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Can Charter Reform Survive the Politics?

September 17, 1996|ED BOND | SPECIAL TO THE TIMES

One result of this year's battle over Valley secession was the resurrection of a charter reform effort for the city of Los Angeles.

Charter reform addresses many of the same issues as Valley secession: local control, effective use of power and improved government. Unlike the secession issue, few if any prominent city players are vocally opposed to reforming a document written 70 years ago when Los Angeles was a very different city.

Still, charter reform is at the center of a heated political battle, not about whether it should happen, but how. The City Council backs a plan for an advisory, appointed commission, while Mayor Richard Riordan favors a directly elected commission.

Some observers say that such a tug of war could paralyze or kill the effort to rewrite the charter.

Can Los Angeles reform its charter?

Xandra Kayden, UCLA political scientist:

"It's not going to work with the two committees. It's going to eat up the energy for the reform effort and get caught between the City Council and the mayor and at best result in a stalemate. . . . The problem is not in the specifics of the charter but in the politics that brings it about. . . . I think this process will kill it for another five, if not 25 years. . . . The best I could imagine coming out of it is both commissions failing at the polls and a third being resurrected out of the ashes."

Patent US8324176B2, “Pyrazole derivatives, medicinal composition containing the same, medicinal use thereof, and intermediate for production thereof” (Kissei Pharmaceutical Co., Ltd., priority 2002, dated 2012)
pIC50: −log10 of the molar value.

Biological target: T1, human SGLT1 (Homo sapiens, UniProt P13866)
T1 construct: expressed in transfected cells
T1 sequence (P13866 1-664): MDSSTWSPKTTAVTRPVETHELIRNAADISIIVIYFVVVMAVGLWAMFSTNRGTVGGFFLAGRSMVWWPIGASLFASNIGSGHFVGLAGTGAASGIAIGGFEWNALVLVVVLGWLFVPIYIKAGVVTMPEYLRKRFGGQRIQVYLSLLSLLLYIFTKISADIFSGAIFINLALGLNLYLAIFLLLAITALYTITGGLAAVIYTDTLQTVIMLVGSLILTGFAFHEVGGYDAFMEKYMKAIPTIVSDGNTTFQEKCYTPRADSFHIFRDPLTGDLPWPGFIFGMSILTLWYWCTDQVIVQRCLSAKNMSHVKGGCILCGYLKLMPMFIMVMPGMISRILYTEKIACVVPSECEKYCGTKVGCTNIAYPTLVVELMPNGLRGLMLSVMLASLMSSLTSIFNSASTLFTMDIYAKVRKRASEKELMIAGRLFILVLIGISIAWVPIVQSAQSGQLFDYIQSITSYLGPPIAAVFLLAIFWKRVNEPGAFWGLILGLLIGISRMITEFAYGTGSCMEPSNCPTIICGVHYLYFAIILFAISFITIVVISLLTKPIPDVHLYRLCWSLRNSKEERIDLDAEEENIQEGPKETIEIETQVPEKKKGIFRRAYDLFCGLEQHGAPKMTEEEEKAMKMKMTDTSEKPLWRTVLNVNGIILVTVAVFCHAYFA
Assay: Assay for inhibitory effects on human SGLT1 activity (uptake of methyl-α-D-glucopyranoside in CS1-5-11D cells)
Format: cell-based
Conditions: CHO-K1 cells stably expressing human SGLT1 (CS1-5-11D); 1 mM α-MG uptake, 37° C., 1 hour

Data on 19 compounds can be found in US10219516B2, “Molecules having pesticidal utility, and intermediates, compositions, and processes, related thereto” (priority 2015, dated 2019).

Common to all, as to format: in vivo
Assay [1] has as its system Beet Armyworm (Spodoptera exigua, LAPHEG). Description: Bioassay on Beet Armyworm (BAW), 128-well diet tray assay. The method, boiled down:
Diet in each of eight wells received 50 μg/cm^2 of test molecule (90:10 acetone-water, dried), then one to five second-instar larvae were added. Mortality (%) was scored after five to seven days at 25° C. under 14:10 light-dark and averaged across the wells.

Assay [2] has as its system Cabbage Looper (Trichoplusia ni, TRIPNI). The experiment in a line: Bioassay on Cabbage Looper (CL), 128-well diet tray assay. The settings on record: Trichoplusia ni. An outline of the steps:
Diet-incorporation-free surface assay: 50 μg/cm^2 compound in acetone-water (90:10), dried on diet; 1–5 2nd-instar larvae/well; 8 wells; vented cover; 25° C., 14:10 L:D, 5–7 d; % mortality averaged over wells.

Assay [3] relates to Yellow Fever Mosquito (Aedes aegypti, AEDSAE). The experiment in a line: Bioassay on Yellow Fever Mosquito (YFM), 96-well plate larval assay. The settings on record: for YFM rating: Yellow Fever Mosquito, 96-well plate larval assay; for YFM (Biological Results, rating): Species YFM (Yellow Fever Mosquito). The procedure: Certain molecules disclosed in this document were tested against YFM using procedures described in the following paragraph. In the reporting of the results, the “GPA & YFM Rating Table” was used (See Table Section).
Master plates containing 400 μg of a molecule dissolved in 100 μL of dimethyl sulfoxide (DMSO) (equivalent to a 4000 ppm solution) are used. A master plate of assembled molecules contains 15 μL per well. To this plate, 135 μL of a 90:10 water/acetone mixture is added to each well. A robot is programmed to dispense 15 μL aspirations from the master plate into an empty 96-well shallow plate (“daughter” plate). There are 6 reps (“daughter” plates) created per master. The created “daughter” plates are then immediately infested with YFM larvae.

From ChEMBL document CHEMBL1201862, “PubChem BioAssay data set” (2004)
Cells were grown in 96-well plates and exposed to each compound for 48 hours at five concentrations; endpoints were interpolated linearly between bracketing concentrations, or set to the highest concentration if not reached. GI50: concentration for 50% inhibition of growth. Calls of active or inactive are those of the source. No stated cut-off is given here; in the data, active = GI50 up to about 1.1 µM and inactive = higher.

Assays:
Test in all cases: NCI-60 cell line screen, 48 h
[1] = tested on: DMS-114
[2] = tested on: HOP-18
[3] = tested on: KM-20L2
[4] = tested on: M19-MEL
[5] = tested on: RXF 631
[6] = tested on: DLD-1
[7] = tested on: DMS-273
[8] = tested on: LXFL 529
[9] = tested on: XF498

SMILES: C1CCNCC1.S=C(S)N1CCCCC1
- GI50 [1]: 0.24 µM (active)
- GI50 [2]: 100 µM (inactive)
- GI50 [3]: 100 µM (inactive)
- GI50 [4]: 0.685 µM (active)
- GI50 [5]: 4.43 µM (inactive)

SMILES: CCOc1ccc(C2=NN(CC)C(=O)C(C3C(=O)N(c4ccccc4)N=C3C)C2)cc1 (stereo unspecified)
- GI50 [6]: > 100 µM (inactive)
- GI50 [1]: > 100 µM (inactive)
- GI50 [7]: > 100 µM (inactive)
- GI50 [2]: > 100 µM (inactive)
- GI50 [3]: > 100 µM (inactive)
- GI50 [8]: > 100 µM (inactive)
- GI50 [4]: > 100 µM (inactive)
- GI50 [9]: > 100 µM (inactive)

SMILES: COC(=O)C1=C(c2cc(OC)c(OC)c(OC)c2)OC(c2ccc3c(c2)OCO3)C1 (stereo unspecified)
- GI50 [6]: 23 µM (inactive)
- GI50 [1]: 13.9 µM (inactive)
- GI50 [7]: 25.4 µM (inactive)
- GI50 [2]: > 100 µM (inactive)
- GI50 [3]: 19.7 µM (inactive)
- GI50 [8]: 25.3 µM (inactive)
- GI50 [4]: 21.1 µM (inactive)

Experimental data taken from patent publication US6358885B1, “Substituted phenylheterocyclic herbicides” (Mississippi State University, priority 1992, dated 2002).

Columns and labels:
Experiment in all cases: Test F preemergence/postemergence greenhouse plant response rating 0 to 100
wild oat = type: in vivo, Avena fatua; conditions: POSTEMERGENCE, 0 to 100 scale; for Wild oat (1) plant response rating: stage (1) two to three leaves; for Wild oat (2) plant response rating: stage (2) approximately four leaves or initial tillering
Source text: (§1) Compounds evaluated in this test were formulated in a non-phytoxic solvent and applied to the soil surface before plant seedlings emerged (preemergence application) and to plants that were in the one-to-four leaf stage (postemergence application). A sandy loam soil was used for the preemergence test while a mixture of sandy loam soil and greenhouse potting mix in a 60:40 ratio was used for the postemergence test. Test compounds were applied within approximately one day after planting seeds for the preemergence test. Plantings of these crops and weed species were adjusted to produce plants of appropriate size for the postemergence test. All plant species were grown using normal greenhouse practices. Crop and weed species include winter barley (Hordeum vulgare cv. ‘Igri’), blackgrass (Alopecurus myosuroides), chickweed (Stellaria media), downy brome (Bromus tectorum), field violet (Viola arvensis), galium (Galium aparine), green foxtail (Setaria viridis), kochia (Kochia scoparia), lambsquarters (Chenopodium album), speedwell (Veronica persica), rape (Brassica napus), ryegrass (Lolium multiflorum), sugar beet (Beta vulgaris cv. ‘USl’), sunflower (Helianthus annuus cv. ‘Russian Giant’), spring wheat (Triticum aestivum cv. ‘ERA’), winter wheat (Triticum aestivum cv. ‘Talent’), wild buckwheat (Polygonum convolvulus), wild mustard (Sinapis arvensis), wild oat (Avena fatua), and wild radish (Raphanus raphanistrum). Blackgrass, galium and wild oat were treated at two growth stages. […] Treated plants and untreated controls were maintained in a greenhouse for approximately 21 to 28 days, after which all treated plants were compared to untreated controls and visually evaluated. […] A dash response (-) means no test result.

David Fleming, attorney and Studio City business leader:

"I thought that before we started cutting off the limbs [with a Valley secession from Los Angeles] we should start treating the patient and curing the disease. The way I see it happening is you have to give the mayor some additional power. . . . Secondly, we have to help the communities have more power. . . . This ought to be done through an elected citizens charter commission. . . . I was hoping the mayor and City Council . . . would jointly appoint a commission. It's very apparent now that the majority of the City Council feels that they want to hold onto their power. I'm [still] very optimistic. . . . Sure, it's gotten bogged down politically, but by having a publicly elected charter commission, you bypass all of the politics, and that's what we're looking for."

Bob Scott, local issues chairman, Valley Industry and Commerce Assn.:

"I don't think the will to change local government has gone away. This has only heightened people's awareness of government. . . . I think that what the council is engaging in now is truly a charade. They're not really truly interested in charter reform now. . . . They're putting a measure out there as a way of diffusing citizen involvement. As long as it's advisory and they can ignore it, it really has no significance."

Los Angeles City Councilman Mike Feuer:

"I was hoping for and promoting a commission which would include representatives of labor and business, and grass-roots organizations and homeowners, educators and academics all sitting together. . . . Should the commission's work be able to go to the voters or not? I believe they should go to the voters directly. . . . Changing the status quo is a very difficult thing because there are very powerful forces who want to keep things the way they are. I think charter reform is in a very precarious position right now."

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